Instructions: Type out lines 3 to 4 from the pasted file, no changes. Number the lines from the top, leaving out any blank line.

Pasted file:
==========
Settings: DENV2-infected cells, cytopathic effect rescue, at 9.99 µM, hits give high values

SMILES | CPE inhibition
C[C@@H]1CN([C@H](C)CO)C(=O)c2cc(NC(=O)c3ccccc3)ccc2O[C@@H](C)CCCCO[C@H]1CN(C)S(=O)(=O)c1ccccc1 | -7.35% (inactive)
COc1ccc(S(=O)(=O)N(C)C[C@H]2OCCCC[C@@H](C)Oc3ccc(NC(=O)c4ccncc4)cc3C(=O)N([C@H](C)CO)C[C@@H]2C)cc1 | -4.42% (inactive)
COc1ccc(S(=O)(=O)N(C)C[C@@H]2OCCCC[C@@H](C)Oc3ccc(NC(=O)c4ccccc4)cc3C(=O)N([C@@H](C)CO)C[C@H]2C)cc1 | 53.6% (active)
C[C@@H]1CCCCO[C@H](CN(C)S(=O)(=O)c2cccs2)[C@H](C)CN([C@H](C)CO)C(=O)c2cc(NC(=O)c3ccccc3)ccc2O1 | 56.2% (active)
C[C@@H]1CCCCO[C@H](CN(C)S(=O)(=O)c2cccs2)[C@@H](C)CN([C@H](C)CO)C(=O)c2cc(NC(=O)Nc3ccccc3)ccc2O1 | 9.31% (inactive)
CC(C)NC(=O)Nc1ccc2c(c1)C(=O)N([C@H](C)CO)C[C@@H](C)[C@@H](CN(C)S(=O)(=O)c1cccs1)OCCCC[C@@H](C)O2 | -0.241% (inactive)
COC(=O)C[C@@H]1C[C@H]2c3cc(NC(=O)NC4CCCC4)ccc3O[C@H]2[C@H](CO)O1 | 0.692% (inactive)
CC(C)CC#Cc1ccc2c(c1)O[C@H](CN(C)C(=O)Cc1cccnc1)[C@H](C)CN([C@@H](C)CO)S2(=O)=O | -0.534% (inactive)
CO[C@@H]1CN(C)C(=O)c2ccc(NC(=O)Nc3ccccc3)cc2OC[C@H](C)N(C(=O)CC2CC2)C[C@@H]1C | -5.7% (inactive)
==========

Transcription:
C[C@@H]1CN([C@H](C)CO)C(=O)c2cc(NC(=O)c3ccccc3)ccc2O[C@@H](C)CCCCO[C@H]1CN(C)S(=O)(=O)c1ccccc1 | -7.35% (inactive)
COc1ccc(S(=O)(=O)N(C)C[C@H]2OCCCC[C@@H](C)Oc3ccc(NC(=O)c4ccncc4)cc3C(=O)N([C@H](C)CO)C[C@@H]2C)cc1 | -4.42% (inactive)